Directed by Benjamin Ironside Koppin and co-written with Matthew John Koppin, a documentary following Rebekah Hughes, a light of hope despite her multiple battles with cancer. She inspires others to live positive lives throughout the darkest trials.
You’d be hard pressed to find a person whose life hasn’t been touched by cancer in one way or another, whether personally, a friend or a family member, it’s a destructive force that can take people by surprise or become a relentless battle. It’s made appearances in a lot of film and television usually as a vehicle for sadness and death, but Koppin is bringing a story of hope, resilience and faith through Rebekah Hughes’ tale. As an audience we get bombarded with stories of bravery through superheroes, detectives and soldiers but rarely do we get a story of an everyday person battling a deadly force with steadfast spirit and determination, so this film gives a fresh perspective on heroes.
We quickly learn that Rebekah Hughes’ life wasn’t all puppies and rainbows before cancer struck, she had a difficult childhood with a mentally ill father, so it may not have been the first hurdle she tackled but another thing that swiftly becomes clear, is that she didn’t let any of it hold her down. As we follow her story, the amount of hardship that she has had to go through is reasonably more than a lot of people could take but what’s completely transparent is that she holds a remarkable amount of strength and an unbreakable faith. It’s not unknown for people struggling with the difficulties they’re facing to begin to lose their belief but impressively, Hughes is quite the opposite, her constant faith in a bigger plan is remarkable and ultimately leads her down the right path. Her attitude and strength are an inspiration, while a lot of the details are heart-breaking, what comes through stronger is her positivity and refusal to give in to darkness. She’s extremely charismatic and full of generosity and kindness, she doesn’t have a bad word to say despite her terrible experiences and it’s utterly captivating and touching.
The direction does well to add different perspectives, from her family and husband, as well as additional views from Hughes through the use of her diary entries which was a nice touch to really get to the heart of her experience. There’s also a nice mix of open landscape shots to add more atmosphere to the visual and also refrains from the story feeling like it’s trapped within one household, it represents a wider experience and Hughes’ determination to get out and live life. One of the very respectable choices was to go one step further with its honesty and openness, as to include video content of Hughes while using CBD oil to ease her pain, resulting in a lot of inexplicable laughing and a hallucination of Lilo & Stitch, it’s extremely intimate and frank. As well as adding the romantic element of how she met her husband Joel and their relationship which is a testament to generosity and commitment. A lovely thing to hear also is Hughes’ experience with her healthcare professionals, the medical systems in any country can be far from perfect so to recount her doctors’ pro-active, supportive attitudes is delightful.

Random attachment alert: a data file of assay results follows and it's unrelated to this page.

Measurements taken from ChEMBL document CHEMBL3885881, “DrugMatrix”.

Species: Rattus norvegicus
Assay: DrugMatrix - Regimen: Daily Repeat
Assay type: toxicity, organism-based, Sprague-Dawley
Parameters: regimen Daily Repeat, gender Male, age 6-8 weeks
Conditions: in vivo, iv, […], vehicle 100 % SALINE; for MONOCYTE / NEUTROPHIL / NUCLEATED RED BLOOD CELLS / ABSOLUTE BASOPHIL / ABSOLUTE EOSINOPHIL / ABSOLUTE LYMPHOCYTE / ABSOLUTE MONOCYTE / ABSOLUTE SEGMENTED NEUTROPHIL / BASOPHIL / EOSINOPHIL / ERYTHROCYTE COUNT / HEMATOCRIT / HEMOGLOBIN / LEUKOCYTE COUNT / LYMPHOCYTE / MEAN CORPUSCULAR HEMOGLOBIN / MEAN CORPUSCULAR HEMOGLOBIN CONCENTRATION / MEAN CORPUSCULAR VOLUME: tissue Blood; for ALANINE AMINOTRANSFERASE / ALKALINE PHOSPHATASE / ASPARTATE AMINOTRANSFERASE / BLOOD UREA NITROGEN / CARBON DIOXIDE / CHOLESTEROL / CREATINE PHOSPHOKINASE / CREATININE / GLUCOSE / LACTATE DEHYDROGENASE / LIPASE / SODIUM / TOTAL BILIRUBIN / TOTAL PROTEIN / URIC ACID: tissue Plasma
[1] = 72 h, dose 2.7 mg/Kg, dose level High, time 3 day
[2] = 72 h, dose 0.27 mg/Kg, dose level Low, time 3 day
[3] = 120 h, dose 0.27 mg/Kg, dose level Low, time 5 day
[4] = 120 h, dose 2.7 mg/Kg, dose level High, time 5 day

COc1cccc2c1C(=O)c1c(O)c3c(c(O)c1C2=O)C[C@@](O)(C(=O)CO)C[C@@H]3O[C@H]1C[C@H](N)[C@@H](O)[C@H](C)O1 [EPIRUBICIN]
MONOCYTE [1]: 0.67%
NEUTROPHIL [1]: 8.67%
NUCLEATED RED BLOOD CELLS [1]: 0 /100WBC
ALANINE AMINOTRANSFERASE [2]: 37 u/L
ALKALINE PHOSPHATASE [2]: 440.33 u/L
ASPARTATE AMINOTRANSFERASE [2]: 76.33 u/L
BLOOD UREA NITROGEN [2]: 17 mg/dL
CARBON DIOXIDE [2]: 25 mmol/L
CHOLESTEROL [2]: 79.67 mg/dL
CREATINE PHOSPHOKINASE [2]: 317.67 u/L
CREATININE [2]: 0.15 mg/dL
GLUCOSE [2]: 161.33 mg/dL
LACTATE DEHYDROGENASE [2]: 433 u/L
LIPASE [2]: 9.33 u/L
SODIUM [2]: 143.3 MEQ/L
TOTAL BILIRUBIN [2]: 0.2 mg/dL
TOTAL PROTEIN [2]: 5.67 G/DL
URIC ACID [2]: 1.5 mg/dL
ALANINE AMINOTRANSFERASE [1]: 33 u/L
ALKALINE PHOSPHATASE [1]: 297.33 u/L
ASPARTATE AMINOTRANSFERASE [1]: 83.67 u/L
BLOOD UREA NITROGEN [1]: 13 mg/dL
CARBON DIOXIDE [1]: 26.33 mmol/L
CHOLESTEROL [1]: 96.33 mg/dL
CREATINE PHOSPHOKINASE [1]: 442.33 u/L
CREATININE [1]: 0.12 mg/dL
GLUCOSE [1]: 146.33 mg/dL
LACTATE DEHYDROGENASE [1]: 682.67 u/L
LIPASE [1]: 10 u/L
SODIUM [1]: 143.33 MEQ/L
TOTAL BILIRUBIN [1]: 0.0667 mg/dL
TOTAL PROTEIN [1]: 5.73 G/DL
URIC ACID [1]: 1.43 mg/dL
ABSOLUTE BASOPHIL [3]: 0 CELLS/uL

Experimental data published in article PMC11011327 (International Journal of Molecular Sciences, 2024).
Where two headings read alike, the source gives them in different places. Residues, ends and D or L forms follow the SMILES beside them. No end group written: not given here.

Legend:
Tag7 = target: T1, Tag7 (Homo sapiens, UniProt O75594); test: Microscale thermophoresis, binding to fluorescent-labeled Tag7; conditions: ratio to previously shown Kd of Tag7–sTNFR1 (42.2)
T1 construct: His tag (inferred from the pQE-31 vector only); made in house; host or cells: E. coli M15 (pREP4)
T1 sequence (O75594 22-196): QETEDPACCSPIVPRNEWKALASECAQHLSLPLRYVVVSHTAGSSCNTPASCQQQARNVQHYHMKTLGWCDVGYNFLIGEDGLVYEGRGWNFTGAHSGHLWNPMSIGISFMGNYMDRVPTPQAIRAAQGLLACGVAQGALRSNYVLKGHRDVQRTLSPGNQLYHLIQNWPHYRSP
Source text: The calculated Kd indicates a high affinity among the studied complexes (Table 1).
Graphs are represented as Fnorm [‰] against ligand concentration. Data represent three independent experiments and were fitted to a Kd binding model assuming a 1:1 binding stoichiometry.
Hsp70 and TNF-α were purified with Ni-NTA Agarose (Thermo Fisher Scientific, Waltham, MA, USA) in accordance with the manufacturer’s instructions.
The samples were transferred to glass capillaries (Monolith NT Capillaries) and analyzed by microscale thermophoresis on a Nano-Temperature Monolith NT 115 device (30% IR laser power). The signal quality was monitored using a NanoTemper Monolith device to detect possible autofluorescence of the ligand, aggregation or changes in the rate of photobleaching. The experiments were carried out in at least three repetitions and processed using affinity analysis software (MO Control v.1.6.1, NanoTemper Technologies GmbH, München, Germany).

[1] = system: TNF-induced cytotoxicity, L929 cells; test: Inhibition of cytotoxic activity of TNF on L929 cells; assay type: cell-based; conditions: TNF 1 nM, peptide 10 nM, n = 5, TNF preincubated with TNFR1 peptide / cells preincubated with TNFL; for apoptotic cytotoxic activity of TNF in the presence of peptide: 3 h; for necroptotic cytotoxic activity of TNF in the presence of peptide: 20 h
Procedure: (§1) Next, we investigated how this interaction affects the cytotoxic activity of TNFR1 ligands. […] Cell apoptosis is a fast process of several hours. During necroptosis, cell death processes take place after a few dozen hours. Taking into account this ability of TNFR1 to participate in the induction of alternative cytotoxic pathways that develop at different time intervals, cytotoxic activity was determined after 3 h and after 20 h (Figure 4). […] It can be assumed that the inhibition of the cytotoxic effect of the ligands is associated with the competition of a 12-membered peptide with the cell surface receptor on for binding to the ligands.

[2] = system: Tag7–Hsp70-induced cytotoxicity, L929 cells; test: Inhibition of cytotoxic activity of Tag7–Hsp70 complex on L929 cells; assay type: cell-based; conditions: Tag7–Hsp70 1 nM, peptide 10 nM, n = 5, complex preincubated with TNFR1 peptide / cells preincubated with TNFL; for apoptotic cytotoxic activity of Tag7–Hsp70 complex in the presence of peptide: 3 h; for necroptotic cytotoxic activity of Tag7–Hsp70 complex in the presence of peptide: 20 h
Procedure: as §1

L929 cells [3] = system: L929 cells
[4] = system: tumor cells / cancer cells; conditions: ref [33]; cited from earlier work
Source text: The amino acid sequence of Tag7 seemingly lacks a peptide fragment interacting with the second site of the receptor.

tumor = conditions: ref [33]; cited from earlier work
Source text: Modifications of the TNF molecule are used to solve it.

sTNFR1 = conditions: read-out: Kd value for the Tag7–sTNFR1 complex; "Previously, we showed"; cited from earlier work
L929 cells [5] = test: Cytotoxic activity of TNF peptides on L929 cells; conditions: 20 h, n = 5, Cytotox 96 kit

Although its religious theme does come through strongly and there are instances of reading bible verses that helped Hughes, it doesn’t override the more universal message of the story, a message of hope, resilience and strength. A Brave Hope delves deeply into Rebekah Hughes’ experiences, it’s intimate and extremely personal but it doesn’t shy away from the details and her relentlessly positive attitude keeps the darkness of her tale at bay. The ways in which Hughes dealt with the difficulties she was handed is an inspiration, that sort of unbreakable faith is enviable, and her personal strength is remarkable. With the aim of this film being to tell a story of hope in times of struggle, of refusing to give up and trying to live life to the fullest, it succeeds without question.